Fire board recasts policy on firefighter pay, benefits
Business as usual, at least when it come to figuring out employee salaries and benefits, will be changing in the Menlo Park Fire Protection District.
The elected board of the Menlo Park Fire Protection District voted unanimously at its July 19 meeting to adopt a policy changing the ground rules for district employees' compensation. The policy will come back for final approval next month.
In the past the district has negotiated contracts with its employee unions that offered pay and benefits that were higher than the average at other local fire departments. Director Peter Carpenter, who has pushed for the changes, said this common method of figuring compensation ensures the average will continuously rise.
The philosophy adopted at the July 19 meeting would allow the district to base pay on other criteria, including the current economic climate, the regional unemployment rate, how many qualified candidates apply for openings, and "the District's anticipated ability to pay in the long term."
"Every time we have a vacancy we have over 100 applicants," Director Carpenter said after the meeting.
Currently, employees receive regular raises based on length of employment. Under the new policy, raises will be based on "merit and performance" and the district will no longer allow "pay increases based merely on length of employment."
The board will consider its own compensation at an upcoming meeting. Currently board members receive a $100 stipend for each meeting they attend plus medical and dental insurance.
The board adopted the new policy with little discussion.
Audience members supported the action. "I think what you've done has been extremely well drafted," said Edward Moritz, a member of the West Bay Sanitary District Board and resident of Menlo Park.
Mickie Winkler, a former Menlo Park mayor and City Council member, called the new policy a "declaration of independence" and said it is "forward thinking."
After the meeting, Duane Reno, the San Francisco attorney who represents the Menlo Park Firefighters Association, said he does not believe the action will really have much impact because the fire board will still have to negotiate with firefighters to set their pay and benefits.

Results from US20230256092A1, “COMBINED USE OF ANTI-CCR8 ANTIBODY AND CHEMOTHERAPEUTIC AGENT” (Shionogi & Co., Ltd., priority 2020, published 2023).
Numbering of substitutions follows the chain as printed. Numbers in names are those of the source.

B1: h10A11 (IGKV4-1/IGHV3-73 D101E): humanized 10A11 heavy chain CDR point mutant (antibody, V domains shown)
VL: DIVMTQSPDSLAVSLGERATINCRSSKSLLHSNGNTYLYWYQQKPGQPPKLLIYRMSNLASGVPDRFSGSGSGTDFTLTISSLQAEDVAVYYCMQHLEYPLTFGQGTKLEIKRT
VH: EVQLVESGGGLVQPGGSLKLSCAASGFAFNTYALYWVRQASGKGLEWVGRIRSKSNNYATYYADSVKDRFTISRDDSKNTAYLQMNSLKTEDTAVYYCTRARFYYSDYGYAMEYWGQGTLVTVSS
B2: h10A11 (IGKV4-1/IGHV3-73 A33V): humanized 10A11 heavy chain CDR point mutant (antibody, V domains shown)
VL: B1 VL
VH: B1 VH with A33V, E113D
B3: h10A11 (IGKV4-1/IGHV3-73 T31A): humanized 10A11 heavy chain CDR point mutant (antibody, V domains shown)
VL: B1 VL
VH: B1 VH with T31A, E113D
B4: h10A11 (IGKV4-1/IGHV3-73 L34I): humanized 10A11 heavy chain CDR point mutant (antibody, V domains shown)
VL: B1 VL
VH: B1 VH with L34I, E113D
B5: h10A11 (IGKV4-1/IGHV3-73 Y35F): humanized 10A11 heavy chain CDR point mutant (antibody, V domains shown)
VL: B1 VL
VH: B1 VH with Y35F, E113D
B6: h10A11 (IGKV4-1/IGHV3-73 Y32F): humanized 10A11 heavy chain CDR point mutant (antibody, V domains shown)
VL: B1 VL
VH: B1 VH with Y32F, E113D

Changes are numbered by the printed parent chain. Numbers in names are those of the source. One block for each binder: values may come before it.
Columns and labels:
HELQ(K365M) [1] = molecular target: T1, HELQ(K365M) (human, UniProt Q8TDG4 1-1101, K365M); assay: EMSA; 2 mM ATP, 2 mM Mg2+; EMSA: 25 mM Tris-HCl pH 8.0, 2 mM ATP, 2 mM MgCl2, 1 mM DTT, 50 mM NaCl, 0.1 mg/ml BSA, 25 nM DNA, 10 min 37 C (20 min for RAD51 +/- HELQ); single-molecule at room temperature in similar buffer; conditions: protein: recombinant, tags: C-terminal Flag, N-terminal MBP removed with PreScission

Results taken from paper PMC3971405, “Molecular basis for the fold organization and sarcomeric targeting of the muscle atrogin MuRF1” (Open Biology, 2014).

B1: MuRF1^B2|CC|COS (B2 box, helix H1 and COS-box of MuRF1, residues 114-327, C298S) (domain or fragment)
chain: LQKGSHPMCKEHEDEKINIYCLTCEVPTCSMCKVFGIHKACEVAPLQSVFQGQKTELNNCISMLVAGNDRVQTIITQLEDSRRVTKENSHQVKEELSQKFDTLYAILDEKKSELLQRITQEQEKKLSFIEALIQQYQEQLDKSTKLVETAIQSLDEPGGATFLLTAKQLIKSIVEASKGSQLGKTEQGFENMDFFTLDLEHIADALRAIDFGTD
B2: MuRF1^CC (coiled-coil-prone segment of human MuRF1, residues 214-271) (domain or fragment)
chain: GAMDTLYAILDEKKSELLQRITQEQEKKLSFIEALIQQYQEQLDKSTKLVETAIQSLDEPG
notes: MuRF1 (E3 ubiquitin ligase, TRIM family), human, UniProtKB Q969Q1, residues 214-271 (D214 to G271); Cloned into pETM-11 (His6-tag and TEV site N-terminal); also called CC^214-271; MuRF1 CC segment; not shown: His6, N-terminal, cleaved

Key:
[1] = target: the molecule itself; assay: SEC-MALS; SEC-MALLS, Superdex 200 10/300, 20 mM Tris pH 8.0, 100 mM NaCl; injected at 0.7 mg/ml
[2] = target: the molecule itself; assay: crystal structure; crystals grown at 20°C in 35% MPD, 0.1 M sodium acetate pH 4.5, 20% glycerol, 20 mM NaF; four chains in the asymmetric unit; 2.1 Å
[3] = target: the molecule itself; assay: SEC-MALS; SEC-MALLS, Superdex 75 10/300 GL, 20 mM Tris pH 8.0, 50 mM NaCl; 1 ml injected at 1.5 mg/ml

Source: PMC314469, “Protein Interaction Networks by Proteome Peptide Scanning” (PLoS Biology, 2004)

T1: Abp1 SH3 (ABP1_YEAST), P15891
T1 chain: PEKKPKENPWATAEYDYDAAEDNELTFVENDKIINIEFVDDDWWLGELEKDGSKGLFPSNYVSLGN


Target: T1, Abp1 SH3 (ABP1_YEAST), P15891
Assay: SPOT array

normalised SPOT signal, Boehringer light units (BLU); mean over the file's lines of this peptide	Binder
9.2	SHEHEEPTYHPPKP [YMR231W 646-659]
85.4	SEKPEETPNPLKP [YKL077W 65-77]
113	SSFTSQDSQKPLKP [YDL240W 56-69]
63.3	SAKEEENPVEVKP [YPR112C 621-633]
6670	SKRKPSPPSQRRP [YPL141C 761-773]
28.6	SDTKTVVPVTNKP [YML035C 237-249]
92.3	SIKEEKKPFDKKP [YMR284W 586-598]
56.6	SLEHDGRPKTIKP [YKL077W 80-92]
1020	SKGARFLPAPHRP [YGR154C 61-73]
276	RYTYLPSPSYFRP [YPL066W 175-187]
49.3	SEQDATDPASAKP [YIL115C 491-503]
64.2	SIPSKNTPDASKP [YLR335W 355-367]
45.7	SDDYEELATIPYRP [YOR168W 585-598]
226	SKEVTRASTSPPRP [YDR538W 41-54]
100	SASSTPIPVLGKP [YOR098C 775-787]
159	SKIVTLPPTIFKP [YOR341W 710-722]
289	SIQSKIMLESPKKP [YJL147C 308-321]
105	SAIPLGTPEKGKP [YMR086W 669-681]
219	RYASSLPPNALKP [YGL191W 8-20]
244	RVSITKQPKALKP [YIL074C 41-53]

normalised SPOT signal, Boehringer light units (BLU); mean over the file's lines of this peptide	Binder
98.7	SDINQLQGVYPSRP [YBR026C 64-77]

"I guess I'm not sure what the point of it is," he said. "It looks like it's all for show." Comparing firefighter compensation to the pay for public sector jobs won't work because "how many firefighters are out there in the private sector?" he said.
"We're upset about this because it's just public posturing," said Mr. Reno. The firefighters would rather have the board working on negotiating a new contract with the firefighters, he said. "It would be nice if the association saw more substance and less political posturing, but I don't think that's going to happen any time soon."
District firefighters have not had a raise since July 2007 because the district and the Menlo Park Firefighters Association Local 2400 have been unable to agree on a new contract. In April the district imposed a contract on the union that offers no pay raise, but does include $750 a month in additional benefits.
Right now, negotiations are on hold waiting for the outcome of a grievance alleging unfair labor practices filed by the firefighters' union in 2009 with the state's Public Employee Relations Board (PERB). The board's hearing was completed in June, but no decision is expected until the end of the year.
Other non-safety district employees are represented by AFSCME, the America Federation of State, County and Municipal Employees.
Under the current contract, entry level firefighters' annual base pay is $78,936, increasing to a maximum of $95,340 per year after four years.
The district has only 11 employees classified as firefighters, however. It has 50 engineers, whose pay ranges from a starting level of $97,092 to $100,356 after two years in the position. The base pay includes a monthly stipend for the Emergency Medical Technician credentials, which all MPFPD firefighters have, but not pay for those who have paramedic credentials, overtime or benefits.
Including overtime and benefits, 41 of about 115 firefighters in the Menlo Park district are receiving more than $200,000 a year, and 51 others are receiving more than $150,000.
At the July 19 board meeting, union representatives said state labor laws make it illegal for the fire board to consider the new policy before meeting privately with union representatives to discuss the changes. But the district's attorney, Steven Meyers of Meyers Nave, disagreed. He said the new policy, which will be part of the board's Policy and Procedures Manual, could be adopted without separate meetings with the unions. In fact, he said, the policy technically does not even need the second vote that has been scheduled because it is not a resolution.
Firefighters have pointed out that the district is not in the same poor financial condition as many other government bodies, and in fact has a surplus each year.
Director Carpenter says this is "because we're well managed." He admits the district has saved money because without a contract, firefighters have not received a raise in three years except for annual step increases. Two years ago the district sold $10 million in bonds to fund its current liability for pensions that will go to the district's future retirees. The interest rate on the bond is half what the state retirement program, CalPERS had charged, he said, saving the district further money.